Uncovering clues to the genetic cause of schizophrenia
The overall number and nature of mutations—rather than the presence of any single mutation—influences an individual's risk of developing schizophrenia, as well as its severity, according to a discovery by Columbia University Medical Center researchers published in the latest issue of Neuron. The findings could have important implications for the early detection and treatment of schizophrenia.
Maria Karayiorgou, MD, professor of psychiatry and Joseph Gogos, MD, PhD, professor of physiology and cellular biophysics and of neuroscience, and their team sequenced the "exome"—the region of the human genome that codes for proteins—of 231 schizophrenia patients and their unaffected parents. Using this data, they demonstrated that schizophrenia arises from collective damage across several genes.
"This study helps define a specific genetic mechanism that explains some of schizophrenia's heritability and clinical manifestation," said Dr. Karayiorgou, who is acting chief of the Division of Psychiatric and Medical Genetics at the New York State Psychiatric Institute. "Accumulation of damaged genes inherited from healthy parents leads to higher risk not only to develop schizophrenia but also to develop more severe forms of the disease."
Schizophrenia is a severe psychiatric disorder in which patients experience hallucination, delusion, apathy and cognitive difficulties. The disorder is relatively common, affecting around 1 in every 100 people, and the risk of developing schizophrenia is strongly increased if a family member has the disease. Previous research has focused on the search for individual genes that might trigger schizophrenia. The availability of new high-throughput DNA sequencing technology has contributed to a more holistic approach to the disease.
The researchers compared sequencing data to look for genetic differences and identify new loss-of-function mutations—which are rarer, but have a more severe effect on ordinary gene function—in cases of schizophrenia that had not been inherited from the patients' parents. They found an excess of such mutations in a variety of genes across different chromosomes.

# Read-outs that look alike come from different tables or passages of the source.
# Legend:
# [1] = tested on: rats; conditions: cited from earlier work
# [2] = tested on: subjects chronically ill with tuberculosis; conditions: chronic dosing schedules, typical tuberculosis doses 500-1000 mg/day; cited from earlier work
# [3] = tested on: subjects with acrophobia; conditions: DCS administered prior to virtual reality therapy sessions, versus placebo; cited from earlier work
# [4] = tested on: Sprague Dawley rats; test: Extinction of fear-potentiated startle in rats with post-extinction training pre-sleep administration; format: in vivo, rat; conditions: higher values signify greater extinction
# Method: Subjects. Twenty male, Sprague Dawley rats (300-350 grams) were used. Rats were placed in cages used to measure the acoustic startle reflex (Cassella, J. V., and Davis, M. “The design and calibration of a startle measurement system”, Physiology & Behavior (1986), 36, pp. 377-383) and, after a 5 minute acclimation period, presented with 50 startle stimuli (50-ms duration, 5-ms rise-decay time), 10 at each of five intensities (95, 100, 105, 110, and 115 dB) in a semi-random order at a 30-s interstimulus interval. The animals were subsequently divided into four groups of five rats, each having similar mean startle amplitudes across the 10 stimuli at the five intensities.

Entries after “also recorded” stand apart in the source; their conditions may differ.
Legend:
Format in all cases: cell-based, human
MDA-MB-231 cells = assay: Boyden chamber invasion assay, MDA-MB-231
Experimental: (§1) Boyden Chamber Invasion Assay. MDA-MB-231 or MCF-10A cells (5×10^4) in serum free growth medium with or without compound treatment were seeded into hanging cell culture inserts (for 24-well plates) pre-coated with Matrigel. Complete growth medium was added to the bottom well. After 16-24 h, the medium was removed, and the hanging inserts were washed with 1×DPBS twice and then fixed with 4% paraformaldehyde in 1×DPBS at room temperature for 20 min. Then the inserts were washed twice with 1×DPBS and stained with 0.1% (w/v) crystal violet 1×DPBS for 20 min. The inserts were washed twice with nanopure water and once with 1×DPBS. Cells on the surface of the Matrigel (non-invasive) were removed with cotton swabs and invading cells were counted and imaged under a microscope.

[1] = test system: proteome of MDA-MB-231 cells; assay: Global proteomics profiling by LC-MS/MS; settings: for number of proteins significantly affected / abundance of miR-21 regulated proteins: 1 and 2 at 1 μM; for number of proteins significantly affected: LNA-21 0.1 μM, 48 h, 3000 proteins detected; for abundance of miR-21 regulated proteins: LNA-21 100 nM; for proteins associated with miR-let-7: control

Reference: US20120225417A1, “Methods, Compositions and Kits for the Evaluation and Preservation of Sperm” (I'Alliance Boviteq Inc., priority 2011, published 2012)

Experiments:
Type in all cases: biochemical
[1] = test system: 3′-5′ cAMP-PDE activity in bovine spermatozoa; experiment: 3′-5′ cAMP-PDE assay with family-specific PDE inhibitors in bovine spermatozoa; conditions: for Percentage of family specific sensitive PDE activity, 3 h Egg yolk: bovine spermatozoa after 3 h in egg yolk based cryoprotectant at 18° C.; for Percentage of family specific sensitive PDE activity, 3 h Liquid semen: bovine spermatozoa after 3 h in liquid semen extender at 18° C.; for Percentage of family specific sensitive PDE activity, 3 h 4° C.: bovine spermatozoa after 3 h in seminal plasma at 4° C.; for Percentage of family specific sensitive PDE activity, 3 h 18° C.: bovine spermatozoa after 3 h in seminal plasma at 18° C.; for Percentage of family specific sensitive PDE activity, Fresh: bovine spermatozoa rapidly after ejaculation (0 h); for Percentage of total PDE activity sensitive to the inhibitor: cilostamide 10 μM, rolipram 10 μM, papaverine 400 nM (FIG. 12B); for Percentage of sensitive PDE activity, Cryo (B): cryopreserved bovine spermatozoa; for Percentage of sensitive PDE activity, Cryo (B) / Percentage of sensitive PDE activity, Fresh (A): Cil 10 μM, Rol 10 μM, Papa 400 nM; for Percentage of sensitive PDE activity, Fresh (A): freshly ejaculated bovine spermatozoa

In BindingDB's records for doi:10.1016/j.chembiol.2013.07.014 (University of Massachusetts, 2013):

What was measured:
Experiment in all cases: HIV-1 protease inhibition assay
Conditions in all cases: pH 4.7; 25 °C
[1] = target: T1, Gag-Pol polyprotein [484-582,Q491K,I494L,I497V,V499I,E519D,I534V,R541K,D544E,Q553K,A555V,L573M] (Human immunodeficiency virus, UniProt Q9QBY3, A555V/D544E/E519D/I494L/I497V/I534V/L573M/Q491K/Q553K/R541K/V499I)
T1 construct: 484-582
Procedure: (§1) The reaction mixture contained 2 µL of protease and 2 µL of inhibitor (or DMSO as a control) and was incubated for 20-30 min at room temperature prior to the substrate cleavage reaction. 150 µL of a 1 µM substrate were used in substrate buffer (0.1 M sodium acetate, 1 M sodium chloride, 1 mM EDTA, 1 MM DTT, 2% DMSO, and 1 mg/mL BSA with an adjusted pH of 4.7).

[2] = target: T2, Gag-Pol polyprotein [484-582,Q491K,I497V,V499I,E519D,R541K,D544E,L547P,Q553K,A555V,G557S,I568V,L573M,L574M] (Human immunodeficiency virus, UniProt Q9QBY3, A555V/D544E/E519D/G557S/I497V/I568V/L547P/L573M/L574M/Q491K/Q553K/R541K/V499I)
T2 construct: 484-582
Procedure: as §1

Using the same sequencing data, the researchers also looked at what types of mutations are commonly passed on to schizophrenia patients from their parents. It turns out that many of these are "loss-of-function" types. These mutations were also found to occur more frequently in genes with a low tolerance for genetic variation.
"These mutations are important signposts toward identifying the genes involved in schizophrenia," said Dr. Karayiorgou.
The researchers then looked more deeply into the sequencing data to try to determine the biological functions of the disrupted genes involved in schizophrenia. They were able to verify two key damaging mutations in a gene called SETD1A, suggesting that this gene contributes significantly to the disease.
SETD1A is involved in a process called chromatin modification. Chromatin is the molecular apparatus that packages DNA into a smaller volume so it can fit into the cell and physically regulates how genes are expressed. Chromatin modification is therefore a crucial cellular activity.
The finding fits with accumulating evidence that damage to chromatin regulatory genes is a common feature of various psychiatric and neurodevelopmental disorders. By combining the mutational data from this and related studies on schizophrenia, the authors found that "chromatin regulation" was the most common description for genes that had damaging mutations.
"A clinical implication of this finding is the possibility of using the number and severity of mutations involved in chromatin regulation as a way to identify children at risk of developing schizophrenia and other neurodevelopmental disorders," said Dr. Gogos. "Exploring ways to reverse alterations in chromatic modification and restore gene expression may be an effective path toward treatment."